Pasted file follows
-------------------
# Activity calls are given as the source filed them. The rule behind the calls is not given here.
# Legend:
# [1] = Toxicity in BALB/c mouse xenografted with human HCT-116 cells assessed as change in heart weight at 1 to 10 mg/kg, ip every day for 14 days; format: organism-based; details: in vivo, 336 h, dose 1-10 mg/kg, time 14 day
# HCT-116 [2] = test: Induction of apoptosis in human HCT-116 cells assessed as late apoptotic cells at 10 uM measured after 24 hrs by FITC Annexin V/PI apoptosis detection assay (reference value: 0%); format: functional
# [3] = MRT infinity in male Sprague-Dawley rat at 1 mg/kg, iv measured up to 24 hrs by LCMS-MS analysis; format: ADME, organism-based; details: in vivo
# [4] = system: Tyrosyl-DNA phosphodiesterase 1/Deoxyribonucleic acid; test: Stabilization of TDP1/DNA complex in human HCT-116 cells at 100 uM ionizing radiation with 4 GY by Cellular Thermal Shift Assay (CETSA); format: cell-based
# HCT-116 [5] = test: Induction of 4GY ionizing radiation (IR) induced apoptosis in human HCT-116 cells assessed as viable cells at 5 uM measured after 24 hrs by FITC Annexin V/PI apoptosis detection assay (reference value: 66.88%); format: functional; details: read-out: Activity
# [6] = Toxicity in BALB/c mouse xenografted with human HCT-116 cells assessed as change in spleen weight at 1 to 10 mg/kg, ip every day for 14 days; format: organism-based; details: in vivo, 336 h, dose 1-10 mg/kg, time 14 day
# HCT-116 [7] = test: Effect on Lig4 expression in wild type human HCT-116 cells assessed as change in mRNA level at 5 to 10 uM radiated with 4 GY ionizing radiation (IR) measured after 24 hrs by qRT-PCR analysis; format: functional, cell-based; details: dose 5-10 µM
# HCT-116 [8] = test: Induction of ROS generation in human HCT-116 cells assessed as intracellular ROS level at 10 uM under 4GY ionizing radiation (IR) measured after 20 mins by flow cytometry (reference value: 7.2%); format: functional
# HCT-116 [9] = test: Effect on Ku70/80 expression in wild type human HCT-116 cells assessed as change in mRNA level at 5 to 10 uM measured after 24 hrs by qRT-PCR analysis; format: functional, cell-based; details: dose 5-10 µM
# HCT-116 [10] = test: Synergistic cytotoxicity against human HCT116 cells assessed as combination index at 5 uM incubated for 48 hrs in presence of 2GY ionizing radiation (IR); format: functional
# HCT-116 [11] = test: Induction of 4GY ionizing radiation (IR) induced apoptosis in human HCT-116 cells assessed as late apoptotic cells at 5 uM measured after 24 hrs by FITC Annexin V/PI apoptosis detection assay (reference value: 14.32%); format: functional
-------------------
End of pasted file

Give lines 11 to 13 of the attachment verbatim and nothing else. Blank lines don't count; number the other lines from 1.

# HCT-116 [9] = test: Effect on Ku70/80 expression in wild type human HCT-116 cells assessed as change in mRNA level at 5 to 10 uM measured after 24 hrs by qRT-PCR analysis; format: functional, cell-based; details: dose 5-10 µM
# HCT-116 [10] = test: Synergistic cytotoxicity against human HCT116 cells assessed as combination index at 5 uM incubated for 48 hrs in presence of 2GY ionizing radiation (IR); format: functional
# HCT-116 [11] = test: Induction of 4GY ionizing radiation (IR) induced apoptosis in human HCT-116 cells assessed as late apoptotic cells at 5 uM measured after 24 hrs by FITC Annexin V/PI apoptosis detection assay (reference value: 14.32%); format: functional